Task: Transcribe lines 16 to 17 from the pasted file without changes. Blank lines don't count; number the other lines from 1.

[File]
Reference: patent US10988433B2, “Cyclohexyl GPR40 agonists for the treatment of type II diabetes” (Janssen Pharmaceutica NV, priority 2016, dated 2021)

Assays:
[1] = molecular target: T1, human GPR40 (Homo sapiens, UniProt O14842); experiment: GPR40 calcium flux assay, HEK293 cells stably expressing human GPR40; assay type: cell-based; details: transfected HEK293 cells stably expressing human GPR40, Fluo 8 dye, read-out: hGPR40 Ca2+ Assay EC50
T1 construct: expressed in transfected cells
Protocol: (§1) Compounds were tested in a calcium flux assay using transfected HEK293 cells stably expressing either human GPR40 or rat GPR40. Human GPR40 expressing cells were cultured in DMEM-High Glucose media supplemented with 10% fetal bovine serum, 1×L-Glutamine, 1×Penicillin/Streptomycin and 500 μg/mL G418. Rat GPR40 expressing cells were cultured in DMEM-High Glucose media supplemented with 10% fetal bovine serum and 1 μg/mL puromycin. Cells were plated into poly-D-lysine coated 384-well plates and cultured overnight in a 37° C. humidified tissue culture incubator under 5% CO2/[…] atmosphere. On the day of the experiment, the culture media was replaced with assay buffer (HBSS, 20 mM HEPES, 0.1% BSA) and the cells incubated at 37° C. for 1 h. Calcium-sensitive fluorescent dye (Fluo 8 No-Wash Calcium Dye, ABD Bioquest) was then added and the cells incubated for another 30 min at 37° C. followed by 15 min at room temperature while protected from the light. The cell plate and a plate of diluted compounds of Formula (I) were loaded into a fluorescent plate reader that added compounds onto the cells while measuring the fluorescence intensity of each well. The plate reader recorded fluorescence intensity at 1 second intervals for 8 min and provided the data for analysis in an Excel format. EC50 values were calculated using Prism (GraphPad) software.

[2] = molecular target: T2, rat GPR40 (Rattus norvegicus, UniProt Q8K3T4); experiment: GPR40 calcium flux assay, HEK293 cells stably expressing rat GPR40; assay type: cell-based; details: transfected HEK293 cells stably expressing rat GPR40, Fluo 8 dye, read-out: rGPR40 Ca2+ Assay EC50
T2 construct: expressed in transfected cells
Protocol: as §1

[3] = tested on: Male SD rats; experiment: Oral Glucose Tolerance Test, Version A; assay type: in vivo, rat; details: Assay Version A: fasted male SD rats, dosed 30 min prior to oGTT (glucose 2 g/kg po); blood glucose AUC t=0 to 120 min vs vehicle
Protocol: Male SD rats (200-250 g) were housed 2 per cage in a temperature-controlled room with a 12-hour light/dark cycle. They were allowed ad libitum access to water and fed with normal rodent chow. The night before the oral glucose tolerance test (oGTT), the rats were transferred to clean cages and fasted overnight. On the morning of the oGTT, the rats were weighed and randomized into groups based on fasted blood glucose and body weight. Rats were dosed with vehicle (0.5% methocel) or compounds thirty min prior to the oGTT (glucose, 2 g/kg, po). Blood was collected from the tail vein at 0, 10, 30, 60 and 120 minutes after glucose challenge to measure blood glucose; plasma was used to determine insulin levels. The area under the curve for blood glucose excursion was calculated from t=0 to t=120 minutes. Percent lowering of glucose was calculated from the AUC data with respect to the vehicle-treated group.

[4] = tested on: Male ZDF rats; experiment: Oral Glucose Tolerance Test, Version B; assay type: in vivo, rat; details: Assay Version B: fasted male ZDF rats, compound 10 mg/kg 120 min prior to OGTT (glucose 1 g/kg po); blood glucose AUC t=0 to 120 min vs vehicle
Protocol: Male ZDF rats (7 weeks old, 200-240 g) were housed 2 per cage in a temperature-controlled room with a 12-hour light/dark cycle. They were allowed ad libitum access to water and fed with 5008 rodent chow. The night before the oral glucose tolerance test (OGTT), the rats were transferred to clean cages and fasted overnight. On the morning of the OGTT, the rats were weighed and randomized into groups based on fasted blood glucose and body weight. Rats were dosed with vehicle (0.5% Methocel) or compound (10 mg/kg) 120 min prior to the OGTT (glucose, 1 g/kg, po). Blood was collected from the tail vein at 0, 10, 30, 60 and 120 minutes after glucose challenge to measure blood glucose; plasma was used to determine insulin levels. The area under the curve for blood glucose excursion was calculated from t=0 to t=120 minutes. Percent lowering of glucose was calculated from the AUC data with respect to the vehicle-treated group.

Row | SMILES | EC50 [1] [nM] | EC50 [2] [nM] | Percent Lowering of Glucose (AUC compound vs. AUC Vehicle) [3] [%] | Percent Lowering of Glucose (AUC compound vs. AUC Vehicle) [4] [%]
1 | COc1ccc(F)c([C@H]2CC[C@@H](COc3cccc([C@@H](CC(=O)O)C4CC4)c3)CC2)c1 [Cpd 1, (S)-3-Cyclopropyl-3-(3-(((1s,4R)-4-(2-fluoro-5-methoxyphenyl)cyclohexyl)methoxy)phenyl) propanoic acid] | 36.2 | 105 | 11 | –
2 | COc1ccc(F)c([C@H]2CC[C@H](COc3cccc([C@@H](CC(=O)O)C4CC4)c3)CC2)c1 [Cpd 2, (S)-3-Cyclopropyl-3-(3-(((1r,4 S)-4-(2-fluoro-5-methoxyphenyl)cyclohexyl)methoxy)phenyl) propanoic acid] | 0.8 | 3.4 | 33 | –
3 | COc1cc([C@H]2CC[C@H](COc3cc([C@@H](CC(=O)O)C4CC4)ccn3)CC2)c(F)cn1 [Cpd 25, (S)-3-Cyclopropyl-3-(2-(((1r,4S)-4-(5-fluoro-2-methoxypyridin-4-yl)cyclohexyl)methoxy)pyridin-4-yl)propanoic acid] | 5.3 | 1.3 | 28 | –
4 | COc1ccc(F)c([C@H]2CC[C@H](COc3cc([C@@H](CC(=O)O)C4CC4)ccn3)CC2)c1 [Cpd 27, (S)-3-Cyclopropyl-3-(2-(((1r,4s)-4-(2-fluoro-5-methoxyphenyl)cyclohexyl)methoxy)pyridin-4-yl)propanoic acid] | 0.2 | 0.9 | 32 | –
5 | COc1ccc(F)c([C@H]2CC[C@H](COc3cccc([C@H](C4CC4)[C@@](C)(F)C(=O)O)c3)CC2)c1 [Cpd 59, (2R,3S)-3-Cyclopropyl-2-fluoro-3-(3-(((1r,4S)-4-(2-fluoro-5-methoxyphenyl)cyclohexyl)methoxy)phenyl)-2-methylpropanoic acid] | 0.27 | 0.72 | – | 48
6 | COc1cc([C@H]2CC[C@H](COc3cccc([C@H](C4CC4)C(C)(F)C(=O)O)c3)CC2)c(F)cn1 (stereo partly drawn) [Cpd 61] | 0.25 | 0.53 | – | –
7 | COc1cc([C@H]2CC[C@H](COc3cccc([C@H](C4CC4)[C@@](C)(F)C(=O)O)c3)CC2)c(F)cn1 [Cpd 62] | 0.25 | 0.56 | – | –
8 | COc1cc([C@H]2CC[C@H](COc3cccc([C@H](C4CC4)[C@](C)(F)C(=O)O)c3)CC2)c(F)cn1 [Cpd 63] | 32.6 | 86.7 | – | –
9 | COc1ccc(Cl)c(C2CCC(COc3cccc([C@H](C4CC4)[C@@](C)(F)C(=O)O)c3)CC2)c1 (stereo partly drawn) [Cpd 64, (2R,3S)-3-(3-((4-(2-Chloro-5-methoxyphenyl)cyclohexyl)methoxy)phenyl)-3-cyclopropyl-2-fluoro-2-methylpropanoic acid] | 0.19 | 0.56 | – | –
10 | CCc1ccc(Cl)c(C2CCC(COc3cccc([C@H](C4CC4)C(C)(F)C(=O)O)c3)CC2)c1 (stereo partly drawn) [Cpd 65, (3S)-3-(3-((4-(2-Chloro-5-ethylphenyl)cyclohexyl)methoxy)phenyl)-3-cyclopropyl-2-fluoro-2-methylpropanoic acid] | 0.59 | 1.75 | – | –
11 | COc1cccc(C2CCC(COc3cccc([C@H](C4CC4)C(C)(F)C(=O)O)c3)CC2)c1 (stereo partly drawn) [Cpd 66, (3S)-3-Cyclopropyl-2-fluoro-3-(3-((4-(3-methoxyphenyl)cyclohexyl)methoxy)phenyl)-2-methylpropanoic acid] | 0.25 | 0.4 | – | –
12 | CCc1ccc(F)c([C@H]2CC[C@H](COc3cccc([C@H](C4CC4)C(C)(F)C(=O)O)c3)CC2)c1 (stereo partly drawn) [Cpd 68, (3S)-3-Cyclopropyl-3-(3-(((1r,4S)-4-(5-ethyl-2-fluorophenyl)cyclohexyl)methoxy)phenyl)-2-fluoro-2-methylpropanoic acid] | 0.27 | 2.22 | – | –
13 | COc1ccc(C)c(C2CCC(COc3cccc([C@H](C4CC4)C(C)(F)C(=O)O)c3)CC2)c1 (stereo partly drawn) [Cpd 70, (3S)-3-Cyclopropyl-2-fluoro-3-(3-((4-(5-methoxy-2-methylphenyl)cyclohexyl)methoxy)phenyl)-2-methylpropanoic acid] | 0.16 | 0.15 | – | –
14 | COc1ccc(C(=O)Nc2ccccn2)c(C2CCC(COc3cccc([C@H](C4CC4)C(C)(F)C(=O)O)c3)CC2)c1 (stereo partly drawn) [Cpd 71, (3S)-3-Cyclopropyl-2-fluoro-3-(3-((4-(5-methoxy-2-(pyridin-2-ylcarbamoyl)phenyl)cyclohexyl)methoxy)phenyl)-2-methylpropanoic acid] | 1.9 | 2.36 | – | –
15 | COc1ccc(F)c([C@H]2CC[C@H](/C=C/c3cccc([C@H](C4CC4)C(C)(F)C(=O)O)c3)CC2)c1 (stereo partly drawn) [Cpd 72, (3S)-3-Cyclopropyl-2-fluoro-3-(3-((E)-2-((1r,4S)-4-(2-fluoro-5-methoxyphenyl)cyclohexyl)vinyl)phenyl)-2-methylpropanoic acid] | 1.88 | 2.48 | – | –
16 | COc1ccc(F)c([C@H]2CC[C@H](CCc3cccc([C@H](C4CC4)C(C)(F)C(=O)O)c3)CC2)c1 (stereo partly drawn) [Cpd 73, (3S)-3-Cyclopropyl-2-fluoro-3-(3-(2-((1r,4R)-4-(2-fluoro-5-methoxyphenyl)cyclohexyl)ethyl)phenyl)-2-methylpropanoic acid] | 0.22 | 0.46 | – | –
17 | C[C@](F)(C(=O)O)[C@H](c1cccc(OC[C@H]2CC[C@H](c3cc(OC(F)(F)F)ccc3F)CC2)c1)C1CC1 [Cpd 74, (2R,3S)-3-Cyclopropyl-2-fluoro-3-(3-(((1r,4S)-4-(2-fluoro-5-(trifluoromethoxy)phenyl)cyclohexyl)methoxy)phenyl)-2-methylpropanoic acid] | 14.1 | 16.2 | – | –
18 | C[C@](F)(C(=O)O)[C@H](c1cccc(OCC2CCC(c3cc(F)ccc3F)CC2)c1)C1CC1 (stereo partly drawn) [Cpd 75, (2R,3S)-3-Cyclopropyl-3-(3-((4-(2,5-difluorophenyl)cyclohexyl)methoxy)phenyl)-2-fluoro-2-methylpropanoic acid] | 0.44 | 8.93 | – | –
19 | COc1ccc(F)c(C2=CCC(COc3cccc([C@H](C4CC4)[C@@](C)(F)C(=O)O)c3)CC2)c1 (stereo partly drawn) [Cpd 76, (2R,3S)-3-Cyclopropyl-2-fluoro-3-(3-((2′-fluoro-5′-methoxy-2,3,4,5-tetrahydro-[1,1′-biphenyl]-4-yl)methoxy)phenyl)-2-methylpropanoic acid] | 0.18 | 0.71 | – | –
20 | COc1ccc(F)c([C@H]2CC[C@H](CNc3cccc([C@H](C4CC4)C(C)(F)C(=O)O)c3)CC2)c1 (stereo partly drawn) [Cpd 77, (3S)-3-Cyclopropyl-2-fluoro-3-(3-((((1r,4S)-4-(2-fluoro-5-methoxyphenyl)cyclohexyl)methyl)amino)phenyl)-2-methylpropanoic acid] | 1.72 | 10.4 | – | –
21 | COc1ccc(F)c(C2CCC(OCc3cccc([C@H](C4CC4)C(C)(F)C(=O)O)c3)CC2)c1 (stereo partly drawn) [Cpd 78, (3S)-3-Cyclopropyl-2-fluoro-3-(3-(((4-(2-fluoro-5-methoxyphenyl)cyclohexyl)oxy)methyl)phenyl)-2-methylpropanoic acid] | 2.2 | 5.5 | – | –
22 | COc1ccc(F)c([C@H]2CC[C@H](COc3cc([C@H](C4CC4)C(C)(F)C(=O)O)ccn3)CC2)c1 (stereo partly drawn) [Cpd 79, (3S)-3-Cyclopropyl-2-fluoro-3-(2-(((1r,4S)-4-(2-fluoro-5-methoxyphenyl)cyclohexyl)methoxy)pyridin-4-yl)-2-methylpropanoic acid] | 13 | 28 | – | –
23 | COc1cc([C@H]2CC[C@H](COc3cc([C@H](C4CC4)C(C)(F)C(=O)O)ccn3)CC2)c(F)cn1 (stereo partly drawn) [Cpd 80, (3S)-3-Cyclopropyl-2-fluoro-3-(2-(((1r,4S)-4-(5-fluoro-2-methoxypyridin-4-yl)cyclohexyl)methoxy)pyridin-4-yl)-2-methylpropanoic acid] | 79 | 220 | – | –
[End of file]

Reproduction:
3 | COc1cc([C@H]2CC[C@H](COc3cc([C@@H](CC(=O)O)C4CC4)ccn3)CC2)c(F)cn1 [Cpd 25, (S)-3-Cyclopropyl-3-(2-(((1r,4S)-4-(5-fluoro-2-methoxypyridin-4-yl)cyclohexyl)methoxy)pyridin-4-yl)propanoic acid] | 5.3 | 1.3 | 28 | –
4 | COc1ccc(F)c([C@H]2CC[C@H](COc3cc([C@@H](CC(=O)O)C4CC4)ccn3)CC2)c1 [Cpd 27, (S)-3-Cyclopropyl-3-(2-(((1r,4s)-4-(2-fluoro-5-methoxyphenyl)cyclohexyl)methoxy)pyridin-4-yl)propanoic acid] | 0.2 | 0.9 | 32 | –